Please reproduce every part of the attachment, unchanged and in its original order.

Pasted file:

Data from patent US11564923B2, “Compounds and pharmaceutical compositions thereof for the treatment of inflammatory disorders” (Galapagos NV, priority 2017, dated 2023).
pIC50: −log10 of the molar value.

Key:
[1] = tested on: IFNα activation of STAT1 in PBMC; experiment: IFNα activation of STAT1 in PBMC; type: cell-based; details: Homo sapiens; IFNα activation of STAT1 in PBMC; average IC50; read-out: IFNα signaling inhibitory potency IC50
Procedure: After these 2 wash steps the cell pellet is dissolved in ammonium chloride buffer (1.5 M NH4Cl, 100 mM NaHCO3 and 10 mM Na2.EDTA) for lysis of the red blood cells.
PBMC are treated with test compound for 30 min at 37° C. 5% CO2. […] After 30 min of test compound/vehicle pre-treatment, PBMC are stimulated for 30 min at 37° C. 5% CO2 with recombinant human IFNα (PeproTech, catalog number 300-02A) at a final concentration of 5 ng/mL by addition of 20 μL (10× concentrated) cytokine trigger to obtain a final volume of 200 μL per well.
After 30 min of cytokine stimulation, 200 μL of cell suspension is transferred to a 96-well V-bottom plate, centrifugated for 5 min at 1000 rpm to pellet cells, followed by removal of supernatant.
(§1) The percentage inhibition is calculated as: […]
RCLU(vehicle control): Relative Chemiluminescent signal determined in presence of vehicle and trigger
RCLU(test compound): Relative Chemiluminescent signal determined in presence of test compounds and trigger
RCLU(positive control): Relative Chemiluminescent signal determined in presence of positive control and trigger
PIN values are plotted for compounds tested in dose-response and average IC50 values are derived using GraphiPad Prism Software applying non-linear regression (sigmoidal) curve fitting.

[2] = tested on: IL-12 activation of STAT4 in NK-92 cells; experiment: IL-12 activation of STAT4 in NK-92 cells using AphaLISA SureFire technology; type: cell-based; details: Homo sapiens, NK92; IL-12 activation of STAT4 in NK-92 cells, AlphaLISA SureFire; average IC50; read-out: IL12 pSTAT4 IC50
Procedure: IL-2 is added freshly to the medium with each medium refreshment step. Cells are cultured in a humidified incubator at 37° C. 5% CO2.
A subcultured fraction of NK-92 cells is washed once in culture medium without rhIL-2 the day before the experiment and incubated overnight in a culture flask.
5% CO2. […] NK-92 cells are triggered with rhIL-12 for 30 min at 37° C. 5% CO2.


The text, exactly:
Data from patent US11564923B2, “Compounds and pharmaceutical compositions thereof for the treatment of inflammatory disorders” (Galapagos NV, priority 2017, dated 2023).
pIC50: −log10 of the molar value.

Key:
[1] = tested on: IFNα activation of STAT1 in PBMC; experiment: IFNα activation of STAT1 in PBMC; type: cell-based; details: Homo sapiens; IFNα activation of STAT1 in PBMC; average IC50; read-out: IFNα signaling inhibitory potency IC50
Procedure: After these 2 wash steps the cell pellet is dissolved in ammonium chloride buffer (1.5 M NH4Cl, 100 mM NaHCO3 and 10 mM Na2.EDTA) for lysis of the red blood cells.
PBMC are treated with test compound for 30 min at 37° C. 5% CO2. […] After 30 min of test compound/vehicle pre-treatment, PBMC are stimulated for 30 min at 37° C. 5% CO2 with recombinant human IFNα (PeproTech, catalog number 300-02A) at a final concentration of 5 ng/mL by addition of 20 μL (10× concentrated) cytokine trigger to obtain a final volume of 200 μL per well.
After 30 min of cytokine stimulation, 200 μL of cell suspension is transferred to a 96-well V-bottom plate, centrifugated for 5 min at 1000 rpm to pellet cells, followed by removal of supernatant.
(§1) The percentage inhibition is calculated as: […]
RCLU(vehicle control): Relative Chemiluminescent signal determined in presence of vehicle and trigger
RCLU(test compound): Relative Chemiluminescent signal determined in presence of test compounds and trigger
RCLU(positive control): Relative Chemiluminescent signal determined in presence of positive control and trigger
PIN values are plotted for compounds tested in dose-response and average IC50 values are derived using GraphiPad Prism Software applying non-linear regression (sigmoidal) curve fitting.

[2] = tested on: IL-12 activation of STAT4 in NK-92 cells; experiment: IL-12 activation of STAT4 in NK-92 cells using AphaLISA SureFire technology; type: cell-based; details: Homo sapiens, NK92; IL-12 activation of STAT4 in NK-92 cells, AlphaLISA SureFire; average IC50; read-out: IL12 pSTAT4 IC50
Procedure: IL-2 is added freshly to the medium with each medium refreshment step. Cells are cultured in a humidified incubator at 37° C. 5% CO2.
A subcultured fraction of NK-92 cells is washed once in culture medium without rhIL-2 the day before the experiment and incubated overnight in a culture flask.
5% CO2. […] NK-92 cells are triggered with rhIL-12 for 30 min at 37° C. 5% CO2.